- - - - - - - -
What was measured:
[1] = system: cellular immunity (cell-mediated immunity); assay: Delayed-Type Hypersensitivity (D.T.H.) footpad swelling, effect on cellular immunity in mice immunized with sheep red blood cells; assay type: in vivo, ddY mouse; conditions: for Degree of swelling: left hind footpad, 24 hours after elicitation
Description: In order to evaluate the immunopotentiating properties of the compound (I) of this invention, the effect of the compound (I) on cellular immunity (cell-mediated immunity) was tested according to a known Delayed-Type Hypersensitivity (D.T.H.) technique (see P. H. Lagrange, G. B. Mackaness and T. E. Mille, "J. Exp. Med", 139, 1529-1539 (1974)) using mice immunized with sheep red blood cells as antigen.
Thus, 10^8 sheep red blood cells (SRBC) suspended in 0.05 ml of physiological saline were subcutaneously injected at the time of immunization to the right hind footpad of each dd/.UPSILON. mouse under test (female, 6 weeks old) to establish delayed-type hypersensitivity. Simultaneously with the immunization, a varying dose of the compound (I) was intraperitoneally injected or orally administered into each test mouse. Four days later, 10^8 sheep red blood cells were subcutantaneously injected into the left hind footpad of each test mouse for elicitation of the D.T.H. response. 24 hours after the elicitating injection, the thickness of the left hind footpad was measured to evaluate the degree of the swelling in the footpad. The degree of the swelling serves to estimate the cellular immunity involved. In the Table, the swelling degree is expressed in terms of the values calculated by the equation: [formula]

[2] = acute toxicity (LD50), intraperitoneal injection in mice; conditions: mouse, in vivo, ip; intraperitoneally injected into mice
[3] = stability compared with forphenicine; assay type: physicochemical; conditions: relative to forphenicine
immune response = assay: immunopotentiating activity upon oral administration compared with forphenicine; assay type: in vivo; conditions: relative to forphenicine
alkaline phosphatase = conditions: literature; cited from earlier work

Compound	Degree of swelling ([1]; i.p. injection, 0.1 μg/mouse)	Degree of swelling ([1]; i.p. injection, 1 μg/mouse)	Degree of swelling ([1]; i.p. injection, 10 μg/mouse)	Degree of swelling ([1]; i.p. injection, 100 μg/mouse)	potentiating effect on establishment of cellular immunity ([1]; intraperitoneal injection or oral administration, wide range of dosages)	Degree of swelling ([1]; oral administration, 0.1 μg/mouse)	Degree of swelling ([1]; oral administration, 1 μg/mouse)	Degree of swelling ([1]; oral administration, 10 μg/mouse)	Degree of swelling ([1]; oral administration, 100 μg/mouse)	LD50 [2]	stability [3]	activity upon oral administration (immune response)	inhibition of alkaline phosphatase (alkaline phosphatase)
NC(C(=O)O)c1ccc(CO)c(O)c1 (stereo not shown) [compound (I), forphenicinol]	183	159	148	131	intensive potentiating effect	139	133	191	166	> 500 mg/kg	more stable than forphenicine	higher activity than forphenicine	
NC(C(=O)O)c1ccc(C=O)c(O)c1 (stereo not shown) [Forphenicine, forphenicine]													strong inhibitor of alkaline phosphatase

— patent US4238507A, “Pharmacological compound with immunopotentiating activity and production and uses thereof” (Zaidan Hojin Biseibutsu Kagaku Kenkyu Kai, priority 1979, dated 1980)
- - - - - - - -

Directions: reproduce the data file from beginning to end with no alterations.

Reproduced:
What was measured:
[1] = system: cellular immunity (cell-mediated immunity); assay: Delayed-Type Hypersensitivity (D.T.H.) footpad swelling, effect on cellular immunity in mice immunized with sheep red blood cells; assay type: in vivo, ddY mouse; conditions: for Degree of swelling: left hind footpad, 24 hours after elicitation
Description: In order to evaluate the immunopotentiating properties of the compound (I) of this invention, the effect of the compound (I) on cellular immunity (cell-mediated immunity) was tested according to a known Delayed-Type Hypersensitivity (D.T.H.) technique (see P. H. Lagrange, G. B. Mackaness and T. E. Mille, "J. Exp. Med", 139, 1529-1539 (1974)) using mice immunized with sheep red blood cells as antigen.
Thus, 10^8 sheep red blood cells (SRBC) suspended in 0.05 ml of physiological saline were subcutaneously injected at the time of immunization to the right hind footpad of each dd/.UPSILON. mouse under test (female, 6 weeks old) to establish delayed-type hypersensitivity. Simultaneously with the immunization, a varying dose of the compound (I) was intraperitoneally injected or orally administered into each test mouse. Four days later, 10^8 sheep red blood cells were subcutantaneously injected into the left hind footpad of each test mouse for elicitation of the D.T.H. response. 24 hours after the elicitating injection, the thickness of the left hind footpad was measured to evaluate the degree of the swelling in the footpad. The degree of the swelling serves to estimate the cellular immunity involved. In the Table, the swelling degree is expressed in terms of the values calculated by the equation: [formula]

[2] = acute toxicity (LD50), intraperitoneal injection in mice; conditions: mouse, in vivo, ip; intraperitoneally injected into mice
[3] = stability compared with forphenicine; assay type: physicochemical; conditions: relative to forphenicine
immune response = assay: immunopotentiating activity upon oral administration compared with forphenicine; assay type: in vivo; conditions: relative to forphenicine
alkaline phosphatase = conditions: literature; cited from earlier work

Compound	Degree of swelling ([1]; i.p. injection, 0.1 μg/mouse)	Degree of swelling ([1]; i.p. injection, 1 μg/mouse)	Degree of swelling ([1]; i.p. injection, 10 μg/mouse)	Degree of swelling ([1]; i.p. injection, 100 μg/mouse)	potentiating effect on establishment of cellular immunity ([1]; intraperitoneal injection or oral administration, wide range of dosages)	Degree of swelling ([1]; oral administration, 0.1 μg/mouse)	Degree of swelling ([1]; oral administration, 1 μg/mouse)	Degree of swelling ([1]; oral administration, 10 μg/mouse)	Degree of swelling ([1]; oral administration, 100 μg/mouse)	LD50 [2]	stability [3]	activity upon oral administration (immune response)	inhibition of alkaline phosphatase (alkaline phosphatase)
NC(C(=O)O)c1ccc(CO)c(O)c1 (stereo not shown) [compound (I), forphenicinol]	183	159	148	131	intensive potentiating effect	139	133	191	166	> 500 mg/kg	more stable than forphenicine	higher activity than forphenicine	
NC(C(=O)O)c1ccc(C=O)c(O)c1 (stereo not shown) [Forphenicine, forphenicine]													strong inhibitor of alkaline phosphatase

— patent US4238507A, “Pharmacological compound with immunopotentiating activity and production and uses thereof” (Zaidan Hojin Biseibutsu Kagaku Kenkyu Kai, priority 1979, dated 1980)